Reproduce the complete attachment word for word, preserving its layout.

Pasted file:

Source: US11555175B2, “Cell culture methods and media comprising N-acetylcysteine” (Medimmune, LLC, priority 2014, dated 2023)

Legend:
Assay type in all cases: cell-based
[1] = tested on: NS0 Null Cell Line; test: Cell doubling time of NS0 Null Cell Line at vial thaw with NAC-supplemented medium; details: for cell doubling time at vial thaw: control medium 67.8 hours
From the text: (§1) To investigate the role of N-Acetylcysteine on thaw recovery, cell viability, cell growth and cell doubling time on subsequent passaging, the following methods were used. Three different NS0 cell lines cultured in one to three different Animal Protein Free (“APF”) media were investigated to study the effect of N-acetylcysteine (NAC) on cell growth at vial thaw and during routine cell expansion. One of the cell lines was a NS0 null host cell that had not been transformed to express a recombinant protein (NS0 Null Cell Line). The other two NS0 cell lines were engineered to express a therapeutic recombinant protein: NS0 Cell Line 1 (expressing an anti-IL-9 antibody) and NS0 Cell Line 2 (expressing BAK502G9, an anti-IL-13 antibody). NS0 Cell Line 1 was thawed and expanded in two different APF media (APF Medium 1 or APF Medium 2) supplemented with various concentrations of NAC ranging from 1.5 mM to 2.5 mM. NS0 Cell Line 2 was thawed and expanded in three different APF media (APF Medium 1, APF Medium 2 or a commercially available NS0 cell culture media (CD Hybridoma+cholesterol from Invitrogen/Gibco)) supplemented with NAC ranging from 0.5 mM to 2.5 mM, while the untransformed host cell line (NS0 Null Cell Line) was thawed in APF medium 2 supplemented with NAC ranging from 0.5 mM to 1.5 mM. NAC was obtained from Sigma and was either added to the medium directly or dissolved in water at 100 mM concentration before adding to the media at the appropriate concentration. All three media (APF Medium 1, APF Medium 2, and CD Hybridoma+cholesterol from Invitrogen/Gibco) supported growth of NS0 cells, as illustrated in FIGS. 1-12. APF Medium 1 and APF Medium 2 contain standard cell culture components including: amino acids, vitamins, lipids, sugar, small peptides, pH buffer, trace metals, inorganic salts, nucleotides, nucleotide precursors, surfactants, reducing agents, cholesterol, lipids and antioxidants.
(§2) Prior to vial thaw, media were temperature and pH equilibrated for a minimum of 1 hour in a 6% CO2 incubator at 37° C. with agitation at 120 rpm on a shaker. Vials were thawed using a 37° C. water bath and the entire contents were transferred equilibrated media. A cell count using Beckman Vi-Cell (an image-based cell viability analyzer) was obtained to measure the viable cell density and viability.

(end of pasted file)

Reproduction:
Source: US11555175B2, “Cell culture methods and media comprising N-acetylcysteine” (Medimmune, LLC, priority 2014, dated 2023)

Legend:
Assay type in all cases: cell-based
[1] = tested on: NS0 Null Cell Line; test: Cell doubling time of NS0 Null Cell Line at vial thaw with NAC-supplemented medium; details: for cell doubling time at vial thaw: control medium 67.8 hours
From the text: (§1) To investigate the role of N-Acetylcysteine on thaw recovery, cell viability, cell growth and cell doubling time on subsequent passaging, the following methods were used. Three different NS0 cell lines cultured in one to three different Animal Protein Free (“APF”) media were investigated to study the effect of N-acetylcysteine (NAC) on cell growth at vial thaw and during routine cell expansion. One of the cell lines was a NS0 null host cell that had not been transformed to express a recombinant protein (NS0 Null Cell Line). The other two NS0 cell lines were engineered to express a therapeutic recombinant protein: NS0 Cell Line 1 (expressing an anti-IL-9 antibody) and NS0 Cell Line 2 (expressing BAK502G9, an anti-IL-13 antibody). NS0 Cell Line 1 was thawed and expanded in two different APF media (APF Medium 1 or APF Medium 2) supplemented with various concentrations of NAC ranging from 1.5 mM to 2.5 mM. NS0 Cell Line 2 was thawed and expanded in three different APF media (APF Medium 1, APF Medium 2 or a commercially available NS0 cell culture media (CD Hybridoma+cholesterol from Invitrogen/Gibco)) supplemented with NAC ranging from 0.5 mM to 2.5 mM, while the untransformed host cell line (NS0 Null Cell Line) was thawed in APF medium 2 supplemented with NAC ranging from 0.5 mM to 1.5 mM. NAC was obtained from Sigma and was either added to the medium directly or dissolved in water at 100 mM concentration before adding to the media at the appropriate concentration. All three media (APF Medium 1, APF Medium 2, and CD Hybridoma+cholesterol from Invitrogen/Gibco) supported growth of NS0 cells, as illustrated in FIGS. 1-12. APF Medium 1 and APF Medium 2 contain standard cell culture components including: amino acids, vitamins, lipids, sugar, small peptides, pH buffer, trace metals, inorganic salts, nucleotides, nucleotide precursors, surfactants, reducing agents, cholesterol, lipids and antioxidants.
(§2) Prior to vial thaw, media were temperature and pH equilibrated for a minimum of 1 hour in a 6% CO2 incubator at 37° C. with agitation at 120 rpm on a shaker. Vials were thawed using a 37° C. water bath and the entire contents were transferred equilibrated media. A cell count using Beckman Vi-Cell (an image-based cell viability analyzer) was obtained to measure the viable cell density and viability.